What is in this article?:
• Someone driving by and judging with only a quick glance might think these trees are barely clinging to life. In reality, they’re an example of the resilience of both Wheeler’s family and the Florida citrus industry.
• Mark, who is Florida Citrus Mutual’s new president, and his brother David anticipate an uptick in the business and learned to rehabilitate groves abandoned by developers wiped out in the economic recession.
• Much of this land was slated for development. Now, at least for the short term, it will continue to produce oranges.
FLORIDA CITRUS MUTUAL’S new president, Mark Wheeler, in one of his family’s groves near Lake Wales. The near-term future for citrus looks positive, he says, likely leading to some new plantings and grove rehabilitation.
Mark Wheeler examines the newflush of growth on 70 rehabilitated acres of pineapple oranges near Lake Wales and likes what he sees.
Someone driving by and judging with only a quick glance might think these trees are barely clinging to life. In reality, they’re an example of the resilience of both Wheeler’s family and the Florida citrus industry.
Mark, who is Florida Citrus Mutual’s new president, and his brother David anticipate an uptick in the business and learned to rehabilitate groves abandoned by developers wiped out in the economic recession.
Much of this land was slated for development. Now, at least for the short term, it will continue to produce oranges.
“We can rehab these trees and get them back in production in a couple of years, compared to the three or four years it would take to get new trees into production,” Mark says. “These older groves are wide-set. It could be that they’ll never get the high production possible with a young tight-set grove, but we can make up for some of that by getting fruit off them more quickly. Some people think you’re better off starting from scratch because of the recovery rate of the rehabbed trees, but we’re seeing about 80 percent recovery. We’ll take that.”
Florida’s development crash has also made citrus expansion affordable.
“In the boom years, this land went for $30,000 to $35,000 an acre,” he says. “Now we’re picking it up for less than $10,000, which is about the price it went for in 2000. It’s possible to get some grove land, planted and producing, for $5,000 an acre without development rights.”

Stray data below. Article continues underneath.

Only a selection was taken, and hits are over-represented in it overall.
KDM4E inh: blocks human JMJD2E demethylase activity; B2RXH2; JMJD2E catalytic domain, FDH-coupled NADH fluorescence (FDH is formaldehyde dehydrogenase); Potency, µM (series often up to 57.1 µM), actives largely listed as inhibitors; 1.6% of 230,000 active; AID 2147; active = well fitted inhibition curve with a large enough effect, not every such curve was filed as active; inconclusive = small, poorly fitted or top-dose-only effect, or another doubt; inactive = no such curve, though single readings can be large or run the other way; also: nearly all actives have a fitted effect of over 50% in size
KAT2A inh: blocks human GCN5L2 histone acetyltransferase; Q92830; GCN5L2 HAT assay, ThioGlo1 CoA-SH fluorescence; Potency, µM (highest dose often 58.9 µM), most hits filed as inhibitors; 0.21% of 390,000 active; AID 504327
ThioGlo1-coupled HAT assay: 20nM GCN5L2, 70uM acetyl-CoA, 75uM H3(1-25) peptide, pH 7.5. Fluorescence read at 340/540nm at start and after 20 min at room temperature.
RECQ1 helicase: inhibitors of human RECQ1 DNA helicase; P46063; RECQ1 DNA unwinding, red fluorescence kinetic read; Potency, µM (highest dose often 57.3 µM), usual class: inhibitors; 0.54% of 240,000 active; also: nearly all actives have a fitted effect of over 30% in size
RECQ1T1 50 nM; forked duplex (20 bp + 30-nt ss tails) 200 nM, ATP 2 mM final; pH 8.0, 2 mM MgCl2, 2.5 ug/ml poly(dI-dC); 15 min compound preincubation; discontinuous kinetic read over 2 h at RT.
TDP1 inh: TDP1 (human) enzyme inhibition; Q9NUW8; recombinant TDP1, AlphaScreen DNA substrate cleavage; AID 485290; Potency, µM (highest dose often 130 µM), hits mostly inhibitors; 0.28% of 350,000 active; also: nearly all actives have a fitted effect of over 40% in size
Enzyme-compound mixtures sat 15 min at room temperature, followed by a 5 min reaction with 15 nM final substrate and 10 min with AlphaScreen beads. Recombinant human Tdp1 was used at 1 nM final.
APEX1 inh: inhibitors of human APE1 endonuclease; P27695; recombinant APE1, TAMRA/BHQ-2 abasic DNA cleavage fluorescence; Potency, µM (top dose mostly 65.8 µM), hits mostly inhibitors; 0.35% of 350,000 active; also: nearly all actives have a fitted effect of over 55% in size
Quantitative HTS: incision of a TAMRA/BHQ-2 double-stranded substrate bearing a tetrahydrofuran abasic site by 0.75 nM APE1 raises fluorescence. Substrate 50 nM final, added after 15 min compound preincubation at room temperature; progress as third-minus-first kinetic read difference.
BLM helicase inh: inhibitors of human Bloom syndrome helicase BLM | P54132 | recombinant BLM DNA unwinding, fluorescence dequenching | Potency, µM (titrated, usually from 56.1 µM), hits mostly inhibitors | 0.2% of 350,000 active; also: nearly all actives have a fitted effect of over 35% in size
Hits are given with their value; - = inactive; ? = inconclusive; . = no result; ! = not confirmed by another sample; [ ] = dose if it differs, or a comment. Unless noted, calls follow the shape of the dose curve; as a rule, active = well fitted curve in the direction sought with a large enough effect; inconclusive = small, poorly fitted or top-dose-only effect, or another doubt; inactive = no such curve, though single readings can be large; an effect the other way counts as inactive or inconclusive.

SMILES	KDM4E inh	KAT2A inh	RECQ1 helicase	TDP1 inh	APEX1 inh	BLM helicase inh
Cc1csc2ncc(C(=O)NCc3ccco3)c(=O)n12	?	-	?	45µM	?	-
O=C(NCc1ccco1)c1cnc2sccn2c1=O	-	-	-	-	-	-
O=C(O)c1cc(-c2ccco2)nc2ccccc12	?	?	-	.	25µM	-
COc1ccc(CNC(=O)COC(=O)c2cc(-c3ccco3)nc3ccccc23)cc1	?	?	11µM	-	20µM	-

The timing could be right for citrus expansion, he thinks. With juice price at a profitable level at the same time land prices have fallen, many growers can justify adding or planting groves.
“I think we’ve seen Florida citrusacreage bottom out and begin to head back up,” Mark says. “We hit around 550,000 acres, and I can see getting up to 600,000. I don’t know if we’ll get back to the 850,000 acre level, but we’ll add acreage from where we’ve been.
“Acreage will be a pure function of demand. I don’t think juice price will remain where it has been this year, but if we still see a somewhat elevated price for two or three years, I think we can get back up to 600,000 acres.
“But if the price drops for a year or two, growers will back off. I don’t think that’s going to happen — but I also don’t think we’re going to enjoy extremely high prices for the next five years.”
Nursery production will certainly be a limiting factor for growers looking to expand, however. Nursery costs multiplied by being forced to put young trees in greenhouses in order to avoid citrus greening disease. In addition, some nurseries now devote some resources to blueberries. “Even if the industry wanted to expand in a big way, we don’t have the young tree capacity to do it,” says David Wheeler.
“It has been very expensive to convert the nurseries to greenhouse production. As a result, tree cost has gone up. What had been a $3 or $4 tree became an $8 or $10 tree. It’s tough to even get enough trees to reset within a grove, not to mention plant new ground.” Young trees must be ordered a year in advance in order for nurseries to get them ready.